New Windows Worm on the Move

The Mimail.C mass-mailing worm-which bites Windows systems-is programmed to launch a denial-of-service attack against two domain names.

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Antivirus experts are warning of a new mass-mailing worm infecting Windows machines that also is programmed to launch a denial-of-service attack against two domain names. The new pest is called Mimail.C, and it conforms to just about every convention of the mass-mailing virus rulebook.

The worm first appeared Friday morning and is spreading somewhat slowly at this point, although it has the potential to infect a large number of PCs, experts say. Mimail.C arrives via e-mail and has a subject line of: "Re[2]: our private photos." The senders name is spoofed and often appears to come from the same domain as the recipient. The body of the message reads as follows:

Hello Dear!,

Finally ive found possibility to right u, my lovely girl :)
All our photos which ive made at the beach (even when ure without ur
photos are great! This evening ill come and well make the best SEX :)

Right now enjoy the photos.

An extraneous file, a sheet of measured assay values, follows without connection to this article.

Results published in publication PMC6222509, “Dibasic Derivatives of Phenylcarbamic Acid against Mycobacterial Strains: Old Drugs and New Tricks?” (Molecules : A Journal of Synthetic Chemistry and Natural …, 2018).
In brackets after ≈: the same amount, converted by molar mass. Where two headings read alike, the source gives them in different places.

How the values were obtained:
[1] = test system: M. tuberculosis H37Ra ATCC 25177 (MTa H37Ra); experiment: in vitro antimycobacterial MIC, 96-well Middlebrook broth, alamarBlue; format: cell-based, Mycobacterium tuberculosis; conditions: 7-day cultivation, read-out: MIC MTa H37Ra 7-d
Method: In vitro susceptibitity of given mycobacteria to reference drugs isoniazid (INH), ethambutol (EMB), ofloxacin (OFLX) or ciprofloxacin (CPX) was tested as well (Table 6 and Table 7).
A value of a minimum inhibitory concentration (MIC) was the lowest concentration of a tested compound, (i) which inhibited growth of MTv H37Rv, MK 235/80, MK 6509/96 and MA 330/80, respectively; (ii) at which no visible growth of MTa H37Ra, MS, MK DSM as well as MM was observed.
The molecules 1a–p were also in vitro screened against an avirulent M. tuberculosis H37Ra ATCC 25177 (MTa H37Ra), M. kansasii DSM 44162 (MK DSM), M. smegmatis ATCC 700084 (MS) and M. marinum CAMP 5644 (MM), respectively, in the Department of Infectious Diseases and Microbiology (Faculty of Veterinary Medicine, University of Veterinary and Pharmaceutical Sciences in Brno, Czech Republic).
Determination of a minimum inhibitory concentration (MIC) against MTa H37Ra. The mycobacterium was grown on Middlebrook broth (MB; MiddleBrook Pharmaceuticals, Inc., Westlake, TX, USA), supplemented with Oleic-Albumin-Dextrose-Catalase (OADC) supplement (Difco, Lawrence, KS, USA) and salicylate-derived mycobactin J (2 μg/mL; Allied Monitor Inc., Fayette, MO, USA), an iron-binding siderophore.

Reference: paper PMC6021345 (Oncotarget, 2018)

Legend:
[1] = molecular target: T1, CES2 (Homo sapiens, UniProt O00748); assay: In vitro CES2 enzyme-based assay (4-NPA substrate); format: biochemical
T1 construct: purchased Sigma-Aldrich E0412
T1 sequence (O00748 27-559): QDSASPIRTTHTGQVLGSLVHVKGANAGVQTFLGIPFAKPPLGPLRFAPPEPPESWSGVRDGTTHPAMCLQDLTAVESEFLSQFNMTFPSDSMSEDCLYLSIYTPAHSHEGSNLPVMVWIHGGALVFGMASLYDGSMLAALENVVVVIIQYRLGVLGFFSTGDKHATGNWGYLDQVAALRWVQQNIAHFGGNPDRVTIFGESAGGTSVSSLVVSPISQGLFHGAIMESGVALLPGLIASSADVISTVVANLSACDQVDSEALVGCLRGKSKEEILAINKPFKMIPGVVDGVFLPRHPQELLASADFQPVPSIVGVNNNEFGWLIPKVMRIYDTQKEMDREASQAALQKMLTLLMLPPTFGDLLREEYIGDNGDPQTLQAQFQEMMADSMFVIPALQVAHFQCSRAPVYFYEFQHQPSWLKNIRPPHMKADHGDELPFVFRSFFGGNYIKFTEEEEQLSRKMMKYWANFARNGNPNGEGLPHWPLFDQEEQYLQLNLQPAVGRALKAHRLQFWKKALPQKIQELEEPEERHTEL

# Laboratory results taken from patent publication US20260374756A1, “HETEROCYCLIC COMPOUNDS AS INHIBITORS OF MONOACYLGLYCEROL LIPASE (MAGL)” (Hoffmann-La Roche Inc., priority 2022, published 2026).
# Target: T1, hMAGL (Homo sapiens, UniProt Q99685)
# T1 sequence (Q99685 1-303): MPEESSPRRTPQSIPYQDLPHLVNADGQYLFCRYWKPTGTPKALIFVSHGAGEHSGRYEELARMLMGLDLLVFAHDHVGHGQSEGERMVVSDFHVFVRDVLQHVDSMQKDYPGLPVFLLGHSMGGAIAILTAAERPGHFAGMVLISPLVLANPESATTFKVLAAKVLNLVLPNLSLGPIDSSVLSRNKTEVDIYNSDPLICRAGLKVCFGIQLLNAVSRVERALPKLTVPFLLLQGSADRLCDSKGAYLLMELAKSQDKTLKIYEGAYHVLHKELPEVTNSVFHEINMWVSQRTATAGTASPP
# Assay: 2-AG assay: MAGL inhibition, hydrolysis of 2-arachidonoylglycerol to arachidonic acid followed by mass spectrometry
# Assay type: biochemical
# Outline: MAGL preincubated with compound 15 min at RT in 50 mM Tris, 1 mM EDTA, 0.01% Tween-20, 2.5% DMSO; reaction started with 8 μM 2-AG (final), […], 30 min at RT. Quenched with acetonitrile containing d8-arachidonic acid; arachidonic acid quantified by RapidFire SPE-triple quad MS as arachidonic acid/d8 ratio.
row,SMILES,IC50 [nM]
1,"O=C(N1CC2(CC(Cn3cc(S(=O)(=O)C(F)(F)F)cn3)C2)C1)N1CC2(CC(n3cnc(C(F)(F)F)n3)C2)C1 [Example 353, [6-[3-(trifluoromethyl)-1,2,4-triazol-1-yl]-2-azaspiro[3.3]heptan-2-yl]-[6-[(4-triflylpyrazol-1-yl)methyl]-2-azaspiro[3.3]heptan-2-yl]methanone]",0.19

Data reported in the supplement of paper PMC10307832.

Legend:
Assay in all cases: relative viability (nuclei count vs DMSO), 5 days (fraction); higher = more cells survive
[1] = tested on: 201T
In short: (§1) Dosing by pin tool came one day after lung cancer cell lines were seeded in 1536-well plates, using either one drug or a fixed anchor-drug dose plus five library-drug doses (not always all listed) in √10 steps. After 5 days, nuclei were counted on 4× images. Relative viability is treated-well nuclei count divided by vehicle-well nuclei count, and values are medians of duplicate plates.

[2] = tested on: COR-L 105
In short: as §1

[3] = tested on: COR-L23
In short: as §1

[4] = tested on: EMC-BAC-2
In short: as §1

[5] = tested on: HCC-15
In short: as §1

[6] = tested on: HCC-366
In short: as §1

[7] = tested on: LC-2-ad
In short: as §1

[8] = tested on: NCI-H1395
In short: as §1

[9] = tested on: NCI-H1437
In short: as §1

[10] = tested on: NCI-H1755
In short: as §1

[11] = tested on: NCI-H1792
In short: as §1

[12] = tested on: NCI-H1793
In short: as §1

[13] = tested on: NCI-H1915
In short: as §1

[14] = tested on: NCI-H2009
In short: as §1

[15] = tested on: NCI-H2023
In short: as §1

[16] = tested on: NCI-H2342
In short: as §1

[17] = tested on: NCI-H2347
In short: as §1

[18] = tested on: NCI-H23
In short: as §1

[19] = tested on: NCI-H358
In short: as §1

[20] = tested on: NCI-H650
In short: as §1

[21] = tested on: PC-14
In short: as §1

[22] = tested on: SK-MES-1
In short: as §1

Kiss, James.
(plus some random characters)


The zipped attachment contains the infected file. Once it executes, the worm mails copies of itself to all of the addresses in the users Outlook address book and other locations on the hard drive. It also copies itself to the Windows directory as Netwatch.exe, according to an analysis of the worm by Symantec Corp., based in Cupertino, Calif. Mimail.C also makes repeated checks of some specific application windows, looking for sensitive information. Anything it finds is copied to a file it creates called C:\TMPE.TMP and then sent to two e-mail addresses that are found in the worms code.

The worm is also capable of directing a DoS attack against and

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